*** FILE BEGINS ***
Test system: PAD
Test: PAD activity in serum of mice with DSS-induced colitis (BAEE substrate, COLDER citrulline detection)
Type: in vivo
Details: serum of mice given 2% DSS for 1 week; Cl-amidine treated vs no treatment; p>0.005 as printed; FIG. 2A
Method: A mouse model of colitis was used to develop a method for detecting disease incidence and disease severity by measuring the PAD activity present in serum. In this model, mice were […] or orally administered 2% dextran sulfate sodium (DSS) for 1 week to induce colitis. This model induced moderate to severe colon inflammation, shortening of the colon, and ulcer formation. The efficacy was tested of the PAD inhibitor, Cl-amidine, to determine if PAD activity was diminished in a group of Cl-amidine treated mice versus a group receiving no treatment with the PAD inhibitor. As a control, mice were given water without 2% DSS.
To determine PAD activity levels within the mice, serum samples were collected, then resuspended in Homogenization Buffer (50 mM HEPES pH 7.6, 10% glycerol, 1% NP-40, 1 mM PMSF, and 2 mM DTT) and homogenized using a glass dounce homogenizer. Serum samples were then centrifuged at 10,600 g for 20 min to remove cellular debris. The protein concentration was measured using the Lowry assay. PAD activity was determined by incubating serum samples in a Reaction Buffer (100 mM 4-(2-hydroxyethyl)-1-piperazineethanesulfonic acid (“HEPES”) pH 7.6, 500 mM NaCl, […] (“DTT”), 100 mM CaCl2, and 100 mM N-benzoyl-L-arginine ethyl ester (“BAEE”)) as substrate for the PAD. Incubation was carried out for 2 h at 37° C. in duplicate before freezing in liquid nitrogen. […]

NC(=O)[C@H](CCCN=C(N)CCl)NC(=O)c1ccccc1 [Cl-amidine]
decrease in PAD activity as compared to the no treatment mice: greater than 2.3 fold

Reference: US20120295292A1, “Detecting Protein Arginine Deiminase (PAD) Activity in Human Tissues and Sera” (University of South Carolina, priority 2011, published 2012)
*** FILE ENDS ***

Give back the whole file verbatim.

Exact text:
Test system: PAD
Test: PAD activity in serum of mice with DSS-induced colitis (BAEE substrate, COLDER citrulline detection)
Type: in vivo
Details: serum of mice given 2% DSS for 1 week; Cl-amidine treated vs no treatment; p>0.005 as printed; FIG. 2A
Method: A mouse model of colitis was used to develop a method for detecting disease incidence and disease severity by measuring the PAD activity present in serum. In this model, mice were […] or orally administered 2% dextran sulfate sodium (DSS) for 1 week to induce colitis. This model induced moderate to severe colon inflammation, shortening of the colon, and ulcer formation. The efficacy was tested of the PAD inhibitor, Cl-amidine, to determine if PAD activity was diminished in a group of Cl-amidine treated mice versus a group receiving no treatment with the PAD inhibitor. As a control, mice were given water without 2% DSS.
To determine PAD activity levels within the mice, serum samples were collected, then resuspended in Homogenization Buffer (50 mM HEPES pH 7.6, 10% glycerol, 1% NP-40, 1 mM PMSF, and 2 mM DTT) and homogenized using a glass dounce homogenizer. Serum samples were then centrifuged at 10,600 g for 20 min to remove cellular debris. The protein concentration was measured using the Lowry assay. PAD activity was determined by incubating serum samples in a Reaction Buffer (100 mM 4-(2-hydroxyethyl)-1-piperazineethanesulfonic acid (“HEPES”) pH 7.6, 500 mM NaCl, […] (“DTT”), 100 mM CaCl2, and 100 mM N-benzoyl-L-arginine ethyl ester (“BAEE”)) as substrate for the PAD. Incubation was carried out for 2 h at 37° C. in duplicate before freezing in liquid nitrogen. […]

NC(=O)[C@H](CCCN=C(N)CCl)NC(=O)c1ccccc1 [Cl-amidine]
decrease in PAD activity as compared to the no treatment mice: greater than 2.3 fold

Reference: US20120295292A1, “Detecting Protein Arginine Deiminase (PAD) Activity in Human Tissues and Sera” (University of South Carolina, priority 2011, published 2012)